So, here’s my challenge to each one of you reading this. Go and do something this week that’s outside of your comfort zone to push yourself. If you’ve been sitting on the sidelines out of fear, go run your first race, even if it’s just a fun run. If you’ve been wanting to do a specific race, push towards it. But the most important thing is to take the first step out of your comfort zone. It won’t be easy, but it will be rewarding.

Personally, because I’ve done that, I’ve got a great network of resources (coaches, guides, etc.) that help me and help to push me. For me, that step out of the comfort zone this week was to register for a half marathon in 2016. That will be twice my longest distance for 2015 at this point, and four times my longest from 2014. While it will be a challenge, I know that I’ve got the people to help me and that even if it doesn’t turn out perfect, that it will still be a success!

TIJ Blog Post – James Gilliard: Athlete on the Move

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My name is James Gilliard, and due to an illness at 5, I started losing my sight. There are a few contributing factors, but the main one that I’m dealing with is Retinitis Pigmentosa (RP). Growing up, while it limited my ability to play sports, it didn’t really get bad until High School. To that point, I played Little League baseball (although a challenge), soccer, football/basketball with friends and tried to play Pop Warner football. The hurdles to the last were just too much, so I gave up on that – one of my true regrets.

At one of the routine eye exams during my Junior year of High School, I remember the doctor saying that we needed to talk about something serious, and us going back out to where my mom was. It was at that point that the doctor dropped the bombshell of ‘you will be blind by 30’. Not ‘if [x] happens and [y] doesn’t happen, then it’s a definite’. While I won’t ever compare it to the conversation that doctors have with terminal patients, I’m sure it comes in a close second. It was definitely a ‘your life is going to radically change, so get your affairs in order before the coming tornado hits’ type of conversation. Definitely not what I wanted to hear, and it took me about 6 years to get through all the stages of accepting it. And during most of that time, being a hermit would be too kind of a description of my life. The simple truth is that I was terrified that I’d lose my sight before I finished college and so therefore took heavy course loads so I could try and finish as soon as possible.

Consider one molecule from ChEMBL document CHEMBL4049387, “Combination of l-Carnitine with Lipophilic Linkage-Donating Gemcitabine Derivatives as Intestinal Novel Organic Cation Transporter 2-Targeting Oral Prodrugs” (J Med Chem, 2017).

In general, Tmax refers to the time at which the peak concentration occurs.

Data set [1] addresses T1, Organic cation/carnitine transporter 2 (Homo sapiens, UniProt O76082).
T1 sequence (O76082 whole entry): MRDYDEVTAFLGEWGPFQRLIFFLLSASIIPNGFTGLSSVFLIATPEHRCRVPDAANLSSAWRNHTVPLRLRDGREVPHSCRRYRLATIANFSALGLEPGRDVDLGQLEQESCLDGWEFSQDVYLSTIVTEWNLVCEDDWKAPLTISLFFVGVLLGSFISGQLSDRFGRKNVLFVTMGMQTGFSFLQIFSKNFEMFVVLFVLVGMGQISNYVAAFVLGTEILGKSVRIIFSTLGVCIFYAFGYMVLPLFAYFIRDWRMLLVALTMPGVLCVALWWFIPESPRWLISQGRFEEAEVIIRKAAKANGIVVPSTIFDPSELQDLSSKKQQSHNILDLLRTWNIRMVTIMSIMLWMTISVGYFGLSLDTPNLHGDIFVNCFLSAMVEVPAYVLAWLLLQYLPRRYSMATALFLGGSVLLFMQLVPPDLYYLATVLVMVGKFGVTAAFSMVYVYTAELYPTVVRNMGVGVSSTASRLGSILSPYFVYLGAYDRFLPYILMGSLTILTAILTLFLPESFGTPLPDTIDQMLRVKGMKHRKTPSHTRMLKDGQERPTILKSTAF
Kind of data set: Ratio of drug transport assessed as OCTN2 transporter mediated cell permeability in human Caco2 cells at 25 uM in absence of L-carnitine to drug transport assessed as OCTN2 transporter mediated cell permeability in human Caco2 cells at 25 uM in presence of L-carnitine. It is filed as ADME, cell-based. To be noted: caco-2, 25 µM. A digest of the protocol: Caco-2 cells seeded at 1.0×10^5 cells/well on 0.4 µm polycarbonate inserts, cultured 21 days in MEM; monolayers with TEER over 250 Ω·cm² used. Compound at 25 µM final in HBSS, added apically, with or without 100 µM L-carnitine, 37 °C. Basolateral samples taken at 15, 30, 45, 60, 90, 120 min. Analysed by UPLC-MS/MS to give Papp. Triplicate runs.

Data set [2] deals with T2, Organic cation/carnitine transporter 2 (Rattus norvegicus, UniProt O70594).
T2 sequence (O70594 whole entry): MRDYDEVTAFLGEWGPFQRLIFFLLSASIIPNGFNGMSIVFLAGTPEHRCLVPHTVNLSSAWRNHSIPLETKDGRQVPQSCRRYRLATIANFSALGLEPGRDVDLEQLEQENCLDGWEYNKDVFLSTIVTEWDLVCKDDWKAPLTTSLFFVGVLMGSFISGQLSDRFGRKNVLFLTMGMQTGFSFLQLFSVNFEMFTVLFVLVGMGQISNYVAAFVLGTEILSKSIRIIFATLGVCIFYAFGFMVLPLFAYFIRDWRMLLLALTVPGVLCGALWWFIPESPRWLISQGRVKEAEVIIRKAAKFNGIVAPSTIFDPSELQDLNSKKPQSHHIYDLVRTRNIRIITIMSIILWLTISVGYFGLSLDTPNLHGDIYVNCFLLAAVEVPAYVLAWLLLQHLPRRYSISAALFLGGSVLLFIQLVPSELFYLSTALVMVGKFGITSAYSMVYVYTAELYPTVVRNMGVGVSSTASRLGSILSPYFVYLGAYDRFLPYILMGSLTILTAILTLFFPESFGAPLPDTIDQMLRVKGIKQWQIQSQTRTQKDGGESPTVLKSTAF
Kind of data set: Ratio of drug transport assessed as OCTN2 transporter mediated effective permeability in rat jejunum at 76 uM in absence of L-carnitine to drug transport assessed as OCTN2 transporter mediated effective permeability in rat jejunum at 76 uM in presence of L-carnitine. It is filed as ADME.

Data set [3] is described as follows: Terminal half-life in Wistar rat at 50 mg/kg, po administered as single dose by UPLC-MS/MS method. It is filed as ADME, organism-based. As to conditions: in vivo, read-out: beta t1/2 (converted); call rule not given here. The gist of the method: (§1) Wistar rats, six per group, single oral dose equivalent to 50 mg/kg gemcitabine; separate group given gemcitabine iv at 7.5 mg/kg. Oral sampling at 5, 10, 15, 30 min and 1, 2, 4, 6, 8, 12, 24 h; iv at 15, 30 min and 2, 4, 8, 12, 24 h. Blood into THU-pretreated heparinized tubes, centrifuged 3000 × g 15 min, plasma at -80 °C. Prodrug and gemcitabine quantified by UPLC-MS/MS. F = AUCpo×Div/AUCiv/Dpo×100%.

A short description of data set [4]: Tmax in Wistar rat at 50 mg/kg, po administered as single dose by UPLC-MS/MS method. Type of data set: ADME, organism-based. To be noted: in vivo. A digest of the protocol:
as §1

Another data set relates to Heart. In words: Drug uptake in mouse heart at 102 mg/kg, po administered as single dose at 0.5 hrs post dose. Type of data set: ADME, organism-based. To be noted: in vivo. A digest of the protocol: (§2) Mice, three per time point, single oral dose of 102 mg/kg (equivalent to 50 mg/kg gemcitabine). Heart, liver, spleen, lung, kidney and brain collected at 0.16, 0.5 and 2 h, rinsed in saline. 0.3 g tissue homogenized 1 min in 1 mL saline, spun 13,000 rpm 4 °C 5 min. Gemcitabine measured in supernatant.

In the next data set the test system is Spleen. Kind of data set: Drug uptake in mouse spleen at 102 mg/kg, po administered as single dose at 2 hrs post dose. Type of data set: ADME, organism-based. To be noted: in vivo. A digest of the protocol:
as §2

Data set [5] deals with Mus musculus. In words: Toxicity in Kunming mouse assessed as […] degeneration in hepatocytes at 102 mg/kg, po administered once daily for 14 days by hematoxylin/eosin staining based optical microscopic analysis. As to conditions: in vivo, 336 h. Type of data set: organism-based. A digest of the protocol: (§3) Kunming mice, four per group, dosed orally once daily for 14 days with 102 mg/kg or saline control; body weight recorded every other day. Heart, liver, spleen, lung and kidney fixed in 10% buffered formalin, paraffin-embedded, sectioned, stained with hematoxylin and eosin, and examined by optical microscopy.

While there weren’t many diversions during college, one of them was the beginnings of my IT consulting company (Meow Productions – http://www.meowproductions.com). Founded in 2001, it provides IT consulting services of all types, and its largest project to date has been building an online payment system from scratch for a nationwide child care provider. I graduated from Rutgers in 2004 with my BS in Management Science and Information Systems, and after a brief internship in Philadelphia, returned to the Chicago suburbs where I had grown up.